Once upon a time, not so long ago, when home theaters were new and the VCR was the pinnacle of technological achievement, folks used to spend hours perusing the shelves at their local video store hoping to find entertainment for an evening, or perhaps the entire weekend. These were the days of the dollar rental, before Blockbuster and Hollywood Video chains became prominent fixtures on the American landscape. Like many children of the ‘80s, I have fond memories of our family’s first VCR and my parents taking me to the local grocery store, or if I was very lucky, to the Curtis Mathes electronics store in a neighboring city, to gaze in wide wonder at the bounty that was held upon their shelves. This was before I understood what a B-movie was; to me, they were just movies and I loved looking at the artwork on the package, dreaming of the joys held within. If you have similar memories, you’ll probably enjoy Portable Grindhouse: The Lost Art of the VHS Box.
Jacques Boyreau has gathered an impressive collection of VHS box art reproductions in this book, which is packaged rather creatively in a slipcase cover reminiscent of an old VHS case. An introduction is included, in which Boyreau expounds on his love of the VHS format and how the artwork on the video cassette, like the movie poster in previous eras, became synonymous with the film in the minds of viewers. He discusses the home video revolution, which enabled film lovers to experience a movie time and again without having to get to a theater. And of course, he makes the correlation between direct-to-video releases and the grindhouses of the 1970’s, and between the titillating poster art which later translated to equally provocative box art.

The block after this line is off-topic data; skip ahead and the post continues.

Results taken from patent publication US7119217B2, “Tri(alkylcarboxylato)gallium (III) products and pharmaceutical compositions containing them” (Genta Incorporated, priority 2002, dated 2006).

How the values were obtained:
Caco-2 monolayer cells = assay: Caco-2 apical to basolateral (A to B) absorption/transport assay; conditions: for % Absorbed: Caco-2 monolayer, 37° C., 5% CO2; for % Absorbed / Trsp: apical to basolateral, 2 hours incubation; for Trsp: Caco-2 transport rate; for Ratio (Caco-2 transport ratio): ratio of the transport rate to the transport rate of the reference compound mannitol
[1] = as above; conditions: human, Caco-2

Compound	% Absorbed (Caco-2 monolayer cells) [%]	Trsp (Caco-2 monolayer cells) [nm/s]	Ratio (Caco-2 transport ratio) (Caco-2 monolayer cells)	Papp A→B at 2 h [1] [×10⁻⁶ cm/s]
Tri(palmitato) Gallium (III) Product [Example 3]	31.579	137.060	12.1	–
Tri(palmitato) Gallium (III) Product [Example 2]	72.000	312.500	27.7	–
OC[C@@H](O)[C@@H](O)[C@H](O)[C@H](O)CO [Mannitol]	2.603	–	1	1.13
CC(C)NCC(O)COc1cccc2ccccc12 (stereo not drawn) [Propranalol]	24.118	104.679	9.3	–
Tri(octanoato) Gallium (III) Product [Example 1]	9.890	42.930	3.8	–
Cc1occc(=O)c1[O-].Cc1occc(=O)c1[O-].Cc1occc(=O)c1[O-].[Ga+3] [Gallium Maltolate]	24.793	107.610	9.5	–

The format of this book is perfect: It’s roughly the same size (and exactly the same shape) as an old VHS box. When you open the book, the page on the right features the cover artwork while the left features the description contained on the back. To further capture the feel of perusing the shelves at a video store, some of the packages appear to be worn or faded from being left out in the shop window and there are more than a few with stickers denoting price or genre. And my god, what a beautiful cross-section of genres! This is where the title might be a bit deceptive; yes, it does predominantly feature films that would carry a denotation of “trash”, “B-movie” or “grindhouse”, but Portable Grindhouse is really more like a trip to the video store in brochure form. There is artwork for videos detailing General Schwarzkopf’s war strategies, Gary Coleman’s safety tips and even one offering advice on how to capture the perfect buck during bowhunting season.
Obviously, I enjoyed the hell out of this book. It took me back to my childhood and allowed me to relive the bygone era of the video store. As much as I love services like Netflix and wouldn’t trade them for the world, even I have to admit that something has been lost. Not only did Portable Grindhouse remind me of ye olden days, it also gave me quite a laugh. You won’t believe some of the ridiculously schlocky movies that are included in this book. I honestly can’t recommend it enough. It’s the perfect book for anyone who understands the art of the guilty pleasure and the joy in a terrifically bad movie, as well as those who took great joy in the hunt for home video entertainment. Portable Grindhouse: The Lost Art of the VHS Box gets two thumbs WAY up!